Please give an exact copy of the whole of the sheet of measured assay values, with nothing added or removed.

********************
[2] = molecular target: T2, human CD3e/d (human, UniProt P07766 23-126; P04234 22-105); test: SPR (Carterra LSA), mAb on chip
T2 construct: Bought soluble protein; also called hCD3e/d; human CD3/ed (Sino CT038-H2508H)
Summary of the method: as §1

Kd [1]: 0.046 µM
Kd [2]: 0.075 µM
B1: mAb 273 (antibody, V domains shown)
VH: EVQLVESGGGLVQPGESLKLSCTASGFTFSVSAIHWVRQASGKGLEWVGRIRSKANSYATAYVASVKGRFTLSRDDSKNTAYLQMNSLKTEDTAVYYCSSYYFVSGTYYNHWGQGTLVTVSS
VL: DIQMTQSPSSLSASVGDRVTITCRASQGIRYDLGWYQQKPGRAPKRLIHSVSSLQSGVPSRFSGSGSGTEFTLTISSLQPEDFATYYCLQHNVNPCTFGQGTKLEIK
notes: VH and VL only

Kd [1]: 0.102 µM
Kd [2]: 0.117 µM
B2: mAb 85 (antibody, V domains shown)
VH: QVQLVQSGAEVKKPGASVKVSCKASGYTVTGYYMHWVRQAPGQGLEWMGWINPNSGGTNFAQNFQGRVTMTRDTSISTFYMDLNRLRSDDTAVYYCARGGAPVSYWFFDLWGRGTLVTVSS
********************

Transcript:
[2] = molecular target: T2, human CD3e/d (human, UniProt P07766 23-126; P04234 22-105); test: SPR (Carterra LSA), mAb on chip
T2 construct: Bought soluble protein; also called hCD3e/d; human CD3/ed (Sino CT038-H2508H)
Summary of the method: as §1

Kd [1]: 0.046 µM
Kd [2]: 0.075 µM
B1: mAb 273 (antibody, V domains shown)
VH: EVQLVESGGGLVQPGESLKLSCTASGFTFSVSAIHWVRQASGKGLEWVGRIRSKANSYATAYVASVKGRFTLSRDDSKNTAYLQMNSLKTEDTAVYYCSSYYFVSGTYYNHWGQGTLVTVSS
VL: DIQMTQSPSSLSASVGDRVTITCRASQGIRYDLGWYQQKPGRAPKRLIHSVSSLQSGVPSRFSGSGSGTEFTLTISSLQPEDFATYYCLQHNVNPCTFGQGTKLEIK
notes: VH and VL only

Kd [1]: 0.102 µM
Kd [2]: 0.117 µM
B2: mAb 85 (antibody, V domains shown)
VH: QVQLVQSGAEVKKPGASVKVSCKASGYTVTGYYMHWVRQAPGQGLEWMGWINPNSGGTNFAQNFQGRVTMTRDTSISTFYMDLNRLRSDDTAVYYCARGGAPVSYWFFDLWGRGTLVTVSS